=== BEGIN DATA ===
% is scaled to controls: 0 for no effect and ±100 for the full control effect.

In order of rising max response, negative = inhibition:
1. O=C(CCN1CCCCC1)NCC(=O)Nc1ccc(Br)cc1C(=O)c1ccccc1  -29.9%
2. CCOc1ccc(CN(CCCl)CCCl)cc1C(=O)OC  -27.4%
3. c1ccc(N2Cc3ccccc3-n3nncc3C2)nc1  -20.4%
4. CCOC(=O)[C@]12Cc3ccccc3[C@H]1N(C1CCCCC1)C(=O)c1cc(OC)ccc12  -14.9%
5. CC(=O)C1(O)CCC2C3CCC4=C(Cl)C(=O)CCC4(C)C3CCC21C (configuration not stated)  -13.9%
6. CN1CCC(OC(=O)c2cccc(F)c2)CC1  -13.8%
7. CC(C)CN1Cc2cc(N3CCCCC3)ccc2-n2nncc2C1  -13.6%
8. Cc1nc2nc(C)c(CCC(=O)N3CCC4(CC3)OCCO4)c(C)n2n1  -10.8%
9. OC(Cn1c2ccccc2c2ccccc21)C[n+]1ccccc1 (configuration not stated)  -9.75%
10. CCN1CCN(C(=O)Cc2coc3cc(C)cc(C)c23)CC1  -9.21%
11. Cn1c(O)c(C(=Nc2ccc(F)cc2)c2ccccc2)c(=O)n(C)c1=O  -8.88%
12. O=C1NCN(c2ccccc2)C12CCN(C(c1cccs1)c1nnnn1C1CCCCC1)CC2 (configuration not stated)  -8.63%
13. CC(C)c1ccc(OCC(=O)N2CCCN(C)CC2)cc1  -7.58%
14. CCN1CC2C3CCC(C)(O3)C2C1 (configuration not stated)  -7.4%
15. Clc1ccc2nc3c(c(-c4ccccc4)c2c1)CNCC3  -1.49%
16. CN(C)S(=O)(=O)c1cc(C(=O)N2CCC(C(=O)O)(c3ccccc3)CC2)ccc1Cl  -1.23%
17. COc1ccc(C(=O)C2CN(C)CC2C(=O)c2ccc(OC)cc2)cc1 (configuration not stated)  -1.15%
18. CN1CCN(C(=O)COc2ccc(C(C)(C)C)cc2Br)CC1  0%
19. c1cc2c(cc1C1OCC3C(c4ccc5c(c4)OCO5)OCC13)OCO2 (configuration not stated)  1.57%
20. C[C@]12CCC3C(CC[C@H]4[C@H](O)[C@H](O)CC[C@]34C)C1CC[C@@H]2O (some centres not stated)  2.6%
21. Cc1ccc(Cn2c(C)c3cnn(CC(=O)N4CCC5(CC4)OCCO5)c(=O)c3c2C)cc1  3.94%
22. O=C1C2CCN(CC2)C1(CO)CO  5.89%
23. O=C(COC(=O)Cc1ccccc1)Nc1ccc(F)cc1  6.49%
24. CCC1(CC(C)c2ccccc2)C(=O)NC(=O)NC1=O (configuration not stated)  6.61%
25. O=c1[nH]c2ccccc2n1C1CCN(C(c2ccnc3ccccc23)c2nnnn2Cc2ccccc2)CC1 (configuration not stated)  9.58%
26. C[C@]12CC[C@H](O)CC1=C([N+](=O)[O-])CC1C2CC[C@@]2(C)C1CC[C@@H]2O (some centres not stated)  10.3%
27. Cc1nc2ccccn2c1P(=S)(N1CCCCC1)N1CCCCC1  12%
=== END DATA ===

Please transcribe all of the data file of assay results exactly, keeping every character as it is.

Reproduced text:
% is scaled to controls: 0 for no effect and ±100 for the full control effect.

In order of rising max response, negative = inhibition:
1. O=C(CCN1CCCCC1)NCC(=O)Nc1ccc(Br)cc1C(=O)c1ccccc1  -29.9%
2. CCOc1ccc(CN(CCCl)CCCl)cc1C(=O)OC  -27.4%
3. c1ccc(N2Cc3ccccc3-n3nncc3C2)nc1  -20.4%
4. CCOC(=O)[C@]12Cc3ccccc3[C@H]1N(C1CCCCC1)C(=O)c1cc(OC)ccc12  -14.9%
5. CC(=O)C1(O)CCC2C3CCC4=C(Cl)C(=O)CCC4(C)C3CCC21C (configuration not stated)  -13.9%
6. CN1CCC(OC(=O)c2cccc(F)c2)CC1  -13.8%
7. CC(C)CN1Cc2cc(N3CCCCC3)ccc2-n2nncc2C1  -13.6%
8. Cc1nc2nc(C)c(CCC(=O)N3CCC4(CC3)OCCO4)c(C)n2n1  -10.8%
9. OC(Cn1c2ccccc2c2ccccc21)C[n+]1ccccc1 (configuration not stated)  -9.75%
10. CCN1CCN(C(=O)Cc2coc3cc(C)cc(C)c23)CC1  -9.21%
11. Cn1c(O)c(C(=Nc2ccc(F)cc2)c2ccccc2)c(=O)n(C)c1=O  -8.88%
12. O=C1NCN(c2ccccc2)C12CCN(C(c1cccs1)c1nnnn1C1CCCCC1)CC2 (configuration not stated)  -8.63%
13. CC(C)c1ccc(OCC(=O)N2CCCN(C)CC2)cc1  -7.58%
14. CCN1CC2C3CCC(C)(O3)C2C1 (configuration not stated)  -7.4%
15. Clc1ccc2nc3c(c(-c4ccccc4)c2c1)CNCC3  -1.49%
16. CN(C)S(=O)(=O)c1cc(C(=O)N2CCC(C(=O)O)(c3ccccc3)CC2)ccc1Cl  -1.23%
17. COc1ccc(C(=O)C2CN(C)CC2C(=O)c2ccc(OC)cc2)cc1 (configuration not stated)  -1.15%
18. CN1CCN(C(=O)COc2ccc(C(C)(C)C)cc2Br)CC1  0%
19. c1cc2c(cc1C1OCC3C(c4ccc5c(c4)OCO5)OCC13)OCO2 (configuration not stated)  1.57%
20. C[C@]12CCC3C(CC[C@H]4[C@H](O)[C@H](O)CC[C@]34C)C1CC[C@@H]2O (some centres not stated)  2.6%
21. Cc1ccc(Cn2c(C)c3cnn(CC(=O)N4CCC5(CC4)OCCO5)c(=O)c3c2C)cc1  3.94%
22. O=C1C2CCN(CC2)C1(CO)CO  5.89%
23. O=C(COC(=O)Cc1ccccc1)Nc1ccc(F)cc1  6.49%
24. CCC1(CC(C)c2ccccc2)C(=O)NC(=O)NC1=O (configuration not stated)  6.61%
25. O=c1[nH]c2ccccc2n1C1CCN(C(c2ccnc3ccccc23)c2nnnn2Cc2ccccc2)CC1 (configuration not stated)  9.58%
26. C[C@]12CC[C@H](O)CC1=C([N+](=O)[O-])CC1C2CC[C@@]2(C)C1CC[C@@H]2O (some centres not stated)  10.3%
27. Cc1nc2ccccn2c1P(=S)(N1CCCCC1)N1CCCCC1  12%